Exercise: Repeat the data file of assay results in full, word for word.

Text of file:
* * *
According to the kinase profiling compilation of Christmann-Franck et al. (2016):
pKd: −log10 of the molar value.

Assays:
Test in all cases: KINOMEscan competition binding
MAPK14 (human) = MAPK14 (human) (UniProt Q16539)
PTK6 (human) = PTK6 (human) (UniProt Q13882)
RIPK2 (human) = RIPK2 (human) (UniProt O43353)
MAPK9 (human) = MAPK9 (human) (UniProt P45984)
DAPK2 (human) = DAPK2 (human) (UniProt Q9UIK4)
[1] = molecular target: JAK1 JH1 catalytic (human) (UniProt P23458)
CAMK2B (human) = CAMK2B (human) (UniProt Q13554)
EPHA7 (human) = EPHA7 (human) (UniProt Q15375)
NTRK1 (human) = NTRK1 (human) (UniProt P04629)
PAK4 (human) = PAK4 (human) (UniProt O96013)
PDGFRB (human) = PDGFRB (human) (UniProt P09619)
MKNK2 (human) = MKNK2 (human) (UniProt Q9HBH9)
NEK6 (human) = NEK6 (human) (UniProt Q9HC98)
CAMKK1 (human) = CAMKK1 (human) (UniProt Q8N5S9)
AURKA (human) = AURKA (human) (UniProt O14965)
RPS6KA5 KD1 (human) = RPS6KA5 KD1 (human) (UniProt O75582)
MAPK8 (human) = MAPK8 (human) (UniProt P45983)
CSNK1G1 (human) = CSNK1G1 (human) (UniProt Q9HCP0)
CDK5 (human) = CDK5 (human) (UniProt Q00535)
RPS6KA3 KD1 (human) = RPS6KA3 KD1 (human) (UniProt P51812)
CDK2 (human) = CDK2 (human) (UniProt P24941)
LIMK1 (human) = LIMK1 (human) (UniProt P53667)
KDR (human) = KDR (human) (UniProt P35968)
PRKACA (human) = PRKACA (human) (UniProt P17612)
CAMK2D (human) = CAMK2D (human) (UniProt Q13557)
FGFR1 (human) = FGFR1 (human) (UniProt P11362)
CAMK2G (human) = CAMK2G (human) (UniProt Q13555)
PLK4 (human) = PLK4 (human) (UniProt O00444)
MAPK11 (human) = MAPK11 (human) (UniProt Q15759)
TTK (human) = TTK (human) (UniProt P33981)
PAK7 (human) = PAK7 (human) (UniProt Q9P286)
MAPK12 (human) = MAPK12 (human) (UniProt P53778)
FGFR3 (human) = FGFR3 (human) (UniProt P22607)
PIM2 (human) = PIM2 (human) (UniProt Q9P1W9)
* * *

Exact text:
According to the kinase profiling compilation of Christmann-Franck et al. (2016):
pKd: −log10 of the molar value.

Assays:
Test in all cases: KINOMEscan competition binding
MAPK14 (human) = MAPK14 (human) (UniProt Q16539)
PTK6 (human) = PTK6 (human) (UniProt Q13882)
RIPK2 (human) = RIPK2 (human) (UniProt O43353)
MAPK9 (human) = MAPK9 (human) (UniProt P45984)
DAPK2 (human) = DAPK2 (human) (UniProt Q9UIK4)
[1] = molecular target: JAK1 JH1 catalytic (human) (UniProt P23458)
CAMK2B (human) = CAMK2B (human) (UniProt Q13554)
EPHA7 (human) = EPHA7 (human) (UniProt Q15375)
NTRK1 (human) = NTRK1 (human) (UniProt P04629)
PAK4 (human) = PAK4 (human) (UniProt O96013)
PDGFRB (human) = PDGFRB (human) (UniProt P09619)
MKNK2 (human) = MKNK2 (human) (UniProt Q9HBH9)
NEK6 (human) = NEK6 (human) (UniProt Q9HC98)
CAMKK1 (human) = CAMKK1 (human) (UniProt Q8N5S9)
AURKA (human) = AURKA (human) (UniProt O14965)
RPS6KA5 KD1 (human) = RPS6KA5 KD1 (human) (UniProt O75582)
MAPK8 (human) = MAPK8 (human) (UniProt P45983)
CSNK1G1 (human) = CSNK1G1 (human) (UniProt Q9HCP0)
CDK5 (human) = CDK5 (human) (UniProt Q00535)
RPS6KA3 KD1 (human) = RPS6KA3 KD1 (human) (UniProt P51812)
CDK2 (human) = CDK2 (human) (UniProt P24941)
LIMK1 (human) = LIMK1 (human) (UniProt P53667)
KDR (human) = KDR (human) (UniProt P35968)
PRKACA (human) = PRKACA (human) (UniProt P17612)
CAMK2D (human) = CAMK2D (human) (UniProt Q13557)
FGFR1 (human) = FGFR1 (human) (UniProt P11362)
CAMK2G (human) = CAMK2G (human) (UniProt Q13555)
PLK4 (human) = PLK4 (human) (UniProt O00444)
MAPK11 (human) = MAPK11 (human) (UniProt Q15759)
TTK (human) = TTK (human) (UniProt P33981)
PAK7 (human) = PAK7 (human) (UniProt Q9P286)
MAPK12 (human) = MAPK12 (human) (UniProt P53778)
FGFR3 (human) = FGFR3 (human) (UniProt P22607)
PIM2 (human) = PIM2 (human) (UniProt Q9P1W9)